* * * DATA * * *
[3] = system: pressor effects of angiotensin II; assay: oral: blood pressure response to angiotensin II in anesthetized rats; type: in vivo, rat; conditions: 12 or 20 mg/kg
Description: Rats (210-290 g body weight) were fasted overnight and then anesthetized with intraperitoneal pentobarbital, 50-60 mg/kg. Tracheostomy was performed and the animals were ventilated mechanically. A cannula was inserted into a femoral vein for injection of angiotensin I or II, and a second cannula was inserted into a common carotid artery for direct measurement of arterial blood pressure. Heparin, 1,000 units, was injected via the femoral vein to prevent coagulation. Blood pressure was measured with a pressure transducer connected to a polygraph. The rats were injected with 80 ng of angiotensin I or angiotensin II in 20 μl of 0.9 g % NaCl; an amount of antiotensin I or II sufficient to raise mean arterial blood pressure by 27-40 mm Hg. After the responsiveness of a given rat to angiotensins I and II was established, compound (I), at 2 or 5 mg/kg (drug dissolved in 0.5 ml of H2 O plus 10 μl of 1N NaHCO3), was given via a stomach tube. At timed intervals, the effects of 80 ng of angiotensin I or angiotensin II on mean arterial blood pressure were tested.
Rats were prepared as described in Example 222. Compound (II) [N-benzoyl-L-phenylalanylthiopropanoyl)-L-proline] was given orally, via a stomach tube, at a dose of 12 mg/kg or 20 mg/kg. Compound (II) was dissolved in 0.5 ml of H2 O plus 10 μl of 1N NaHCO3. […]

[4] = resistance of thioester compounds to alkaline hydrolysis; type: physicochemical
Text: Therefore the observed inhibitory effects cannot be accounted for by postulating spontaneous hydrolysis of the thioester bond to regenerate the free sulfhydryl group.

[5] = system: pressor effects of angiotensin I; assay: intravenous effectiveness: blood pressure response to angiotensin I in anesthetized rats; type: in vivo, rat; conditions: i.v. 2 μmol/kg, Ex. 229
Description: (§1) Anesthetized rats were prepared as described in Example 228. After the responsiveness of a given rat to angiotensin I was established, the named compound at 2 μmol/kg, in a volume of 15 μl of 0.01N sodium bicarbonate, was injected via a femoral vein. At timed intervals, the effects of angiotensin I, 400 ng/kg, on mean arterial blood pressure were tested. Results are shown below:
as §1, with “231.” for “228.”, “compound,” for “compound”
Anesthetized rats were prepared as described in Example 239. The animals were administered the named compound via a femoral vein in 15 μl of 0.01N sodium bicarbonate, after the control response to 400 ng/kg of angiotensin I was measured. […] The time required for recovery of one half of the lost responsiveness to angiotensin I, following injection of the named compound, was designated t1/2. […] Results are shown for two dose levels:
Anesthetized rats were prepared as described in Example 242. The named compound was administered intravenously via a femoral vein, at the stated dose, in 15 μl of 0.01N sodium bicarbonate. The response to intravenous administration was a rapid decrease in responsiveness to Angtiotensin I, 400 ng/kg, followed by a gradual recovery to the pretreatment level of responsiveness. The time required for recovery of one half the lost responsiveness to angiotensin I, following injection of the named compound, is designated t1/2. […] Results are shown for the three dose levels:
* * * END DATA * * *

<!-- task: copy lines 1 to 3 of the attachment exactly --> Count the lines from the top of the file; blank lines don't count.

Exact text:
[3] = system: pressor effects of angiotensin II; assay: oral: blood pressure response to angiotensin II in anesthetized rats; type: in vivo, rat; conditions: 12 or 20 mg/kg
Description: Rats (210-290 g body weight) were fasted overnight and then anesthetized with intraperitoneal pentobarbital, 50-60 mg/kg. Tracheostomy was performed and the animals were ventilated mechanically. A cannula was inserted into a femoral vein for injection of angiotensin I or II, and a second cannula was inserted into a common carotid artery for direct measurement of arterial blood pressure. Heparin, 1,000 units, was injected via the femoral vein to prevent coagulation. Blood pressure was measured with a pressure transducer connected to a polygraph. The rats were injected with 80 ng of angiotensin I or angiotensin II in 20 μl of 0.9 g % NaCl; an amount of antiotensin I or II sufficient to raise mean arterial blood pressure by 27-40 mm Hg. After the responsiveness of a given rat to angiotensins I and II was established, compound (I), at 2 or 5 mg/kg (drug dissolved in 0.5 ml of H2 O plus 10 μl of 1N NaHCO3), was given via a stomach tube. At timed intervals, the effects of 80 ng of angiotensin I or angiotensin II on mean arterial blood pressure were tested.
Rats were prepared as described in Example 222. Compound (II) [N-benzoyl-L-phenylalanylthiopropanoyl)-L-proline] was given orally, via a stomach tube, at a dose of 12 mg/kg or 20 mg/kg. Compound (II) was dissolved in 0.5 ml of H2 O plus 10 μl of 1N NaHCO3. […]